October 14, 2014
Lyricists, they’ll do anything for a rhyme. Because the truth is, nobody likes New York in June. New York in June is both A) too darn hot, and B) a sweltering reminder that right around the corner lurks August, when New York does its annual impersonation of Mumbai.
No, Autumn is New York’s season – back to school, back to work, orchestras tuning up, Broadway starting to buzz. On the perfect day in October, the air here is crisp and heady as white wine, you can taste excitement on your tongue.
And yet, running beneath it all, like a secret river, is the season’s melancholy. That’s hardly unique to New York: leaves die everywhere. But I’ve been binging on old episodes of “Mad Man” this week, that series that – better than almost anything I know – illustrates how much of my beloved city’s thrill is fueled by fear and loneliness. It’s as though sadness is the black against which the city’s lights can sparkle.
So the theme of the week is contrasts, the way they highlight and reinforce one another. And the author of the week, then, is Canada’s LR Wright, who in 1986 blew onto the U.S. mystery scene like an unexpected storm, and blew away the critics with her first mystery novel. The Suspect went on to win the Edgar award for Best Mystery of the Year – beating out titles by Ruth Rendell, Jonathan Kellerman, and Stuart Kaminsky, among other notables. Like most of the books in Wright’s “Karl Alberg” series (nine altogether), The Suspect is set on British Columbia’s glorious “Sunshine Coast,” famous for its gorgeous gardens. And like all the books in the series, The Suspect centers on the dark secrets that huddle beneath those lovely blooms. It is a masterpiece of psychological suspense.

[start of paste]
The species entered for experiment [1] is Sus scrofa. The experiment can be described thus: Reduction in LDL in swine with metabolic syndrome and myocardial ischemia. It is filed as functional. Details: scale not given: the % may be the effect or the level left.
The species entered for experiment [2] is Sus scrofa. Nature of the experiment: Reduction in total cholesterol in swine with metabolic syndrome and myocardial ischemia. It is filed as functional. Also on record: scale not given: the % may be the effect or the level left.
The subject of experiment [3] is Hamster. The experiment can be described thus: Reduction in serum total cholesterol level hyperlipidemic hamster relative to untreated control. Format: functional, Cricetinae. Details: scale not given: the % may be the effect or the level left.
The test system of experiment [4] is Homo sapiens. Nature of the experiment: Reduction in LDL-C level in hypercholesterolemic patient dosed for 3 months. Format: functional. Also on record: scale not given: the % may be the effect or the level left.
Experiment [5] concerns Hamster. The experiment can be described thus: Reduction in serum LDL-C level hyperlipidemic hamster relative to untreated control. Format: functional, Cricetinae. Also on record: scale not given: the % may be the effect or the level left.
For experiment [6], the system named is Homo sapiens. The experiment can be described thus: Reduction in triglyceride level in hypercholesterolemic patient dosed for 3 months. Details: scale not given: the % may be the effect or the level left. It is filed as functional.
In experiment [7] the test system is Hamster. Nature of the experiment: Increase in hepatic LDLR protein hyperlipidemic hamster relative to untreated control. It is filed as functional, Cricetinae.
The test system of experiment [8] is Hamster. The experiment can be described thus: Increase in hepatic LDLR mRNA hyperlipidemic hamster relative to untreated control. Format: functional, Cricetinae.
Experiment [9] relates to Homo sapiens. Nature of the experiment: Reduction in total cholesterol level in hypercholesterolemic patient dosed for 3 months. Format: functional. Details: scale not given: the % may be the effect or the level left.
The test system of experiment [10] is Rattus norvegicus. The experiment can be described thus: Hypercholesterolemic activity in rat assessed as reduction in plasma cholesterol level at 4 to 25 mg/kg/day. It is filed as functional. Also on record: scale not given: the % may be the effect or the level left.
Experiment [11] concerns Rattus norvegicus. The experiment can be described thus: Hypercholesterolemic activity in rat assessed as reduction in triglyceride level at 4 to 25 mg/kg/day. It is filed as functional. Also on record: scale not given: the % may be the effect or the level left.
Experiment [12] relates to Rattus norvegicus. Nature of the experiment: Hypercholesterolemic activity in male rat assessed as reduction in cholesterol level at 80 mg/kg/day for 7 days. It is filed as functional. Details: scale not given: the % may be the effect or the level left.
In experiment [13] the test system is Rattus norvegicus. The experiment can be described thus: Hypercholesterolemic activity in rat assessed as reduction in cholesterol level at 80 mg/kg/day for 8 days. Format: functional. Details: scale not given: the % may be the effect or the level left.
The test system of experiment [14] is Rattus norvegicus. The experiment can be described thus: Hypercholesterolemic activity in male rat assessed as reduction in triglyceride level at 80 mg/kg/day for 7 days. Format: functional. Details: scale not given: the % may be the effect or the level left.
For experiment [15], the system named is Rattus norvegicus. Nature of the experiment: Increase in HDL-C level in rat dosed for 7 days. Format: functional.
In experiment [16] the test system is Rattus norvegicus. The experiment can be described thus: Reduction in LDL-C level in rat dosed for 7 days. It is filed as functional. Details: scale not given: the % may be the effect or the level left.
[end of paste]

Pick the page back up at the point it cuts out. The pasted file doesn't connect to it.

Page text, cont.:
The Suspect, is on sale, then, but we’re also offering up No. 3 in the series, A Chill Rain in January. If you look at the cover, you’ll see that it shows a stunningly beautiful day. Blue sky, golden sun, fluffy clouds. And in the middle is a pretty little blonde girl. When I told our art director what kind of image I wanted, he was confused: “A beautiful day?” he asked. “What about the rain? What about January.”
“It’s the girl,” I said. “She’s the chilly, chilly rain.”